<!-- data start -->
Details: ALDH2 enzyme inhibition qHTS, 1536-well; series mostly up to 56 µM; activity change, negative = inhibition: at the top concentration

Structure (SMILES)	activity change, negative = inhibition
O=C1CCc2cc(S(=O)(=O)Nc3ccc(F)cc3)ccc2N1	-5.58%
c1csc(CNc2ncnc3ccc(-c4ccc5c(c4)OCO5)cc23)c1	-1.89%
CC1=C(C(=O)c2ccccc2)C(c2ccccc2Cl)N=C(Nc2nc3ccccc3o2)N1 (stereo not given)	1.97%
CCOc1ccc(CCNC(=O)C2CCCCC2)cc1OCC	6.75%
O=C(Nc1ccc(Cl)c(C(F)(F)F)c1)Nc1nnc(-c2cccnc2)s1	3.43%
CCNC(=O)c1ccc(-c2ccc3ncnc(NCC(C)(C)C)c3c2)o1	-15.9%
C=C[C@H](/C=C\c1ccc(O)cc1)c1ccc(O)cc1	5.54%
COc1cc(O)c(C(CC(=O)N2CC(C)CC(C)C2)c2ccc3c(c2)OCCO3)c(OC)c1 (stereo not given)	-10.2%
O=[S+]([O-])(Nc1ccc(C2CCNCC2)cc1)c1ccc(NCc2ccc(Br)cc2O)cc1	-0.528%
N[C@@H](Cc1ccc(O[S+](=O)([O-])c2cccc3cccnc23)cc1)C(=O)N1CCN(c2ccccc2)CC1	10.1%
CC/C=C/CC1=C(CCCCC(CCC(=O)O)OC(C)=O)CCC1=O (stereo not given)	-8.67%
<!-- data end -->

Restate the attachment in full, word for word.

Details: ALDH2 enzyme inhibition qHTS, 1536-well; series mostly up to 56 µM; activity change, negative = inhibition: at the top concentration

Structure (SMILES)	activity change, negative = inhibition
O=C1CCc2cc(S(=O)(=O)Nc3ccc(F)cc3)ccc2N1	-5.58%
c1csc(CNc2ncnc3ccc(-c4ccc5c(c4)OCO5)cc23)c1	-1.89%
CC1=C(C(=O)c2ccccc2)C(c2ccccc2Cl)N=C(Nc2nc3ccccc3o2)N1 (stereo not given)	1.97%
CCOc1ccc(CCNC(=O)C2CCCCC2)cc1OCC	6.75%
O=C(Nc1ccc(Cl)c(C(F)(F)F)c1)Nc1nnc(-c2cccnc2)s1	3.43%
CCNC(=O)c1ccc(-c2ccc3ncnc(NCC(C)(C)C)c3c2)o1	-15.9%
C=C[C@H](/C=C\c1ccc(O)cc1)c1ccc(O)cc1	5.54%
COc1cc(O)c(C(CC(=O)N2CC(C)CC(C)C2)c2ccc3c(c2)OCCO3)c(OC)c1 (stereo not given)	-10.2%
O=[S+]([O-])(Nc1ccc(C2CCNCC2)cc1)c1ccc(NCc2ccc(Br)cc2O)cc1	-0.528%
N[C@@H](Cc1ccc(O[S+](=O)([O-])c2cccc3cccnc23)cc1)C(=O)N1CCN(c2ccccc2)CC1	10.1%
CC/C=C/CC1=C(CCCCC(CCC(=O)O)OC(C)=O)CCC1=O (stereo not given)	-8.67%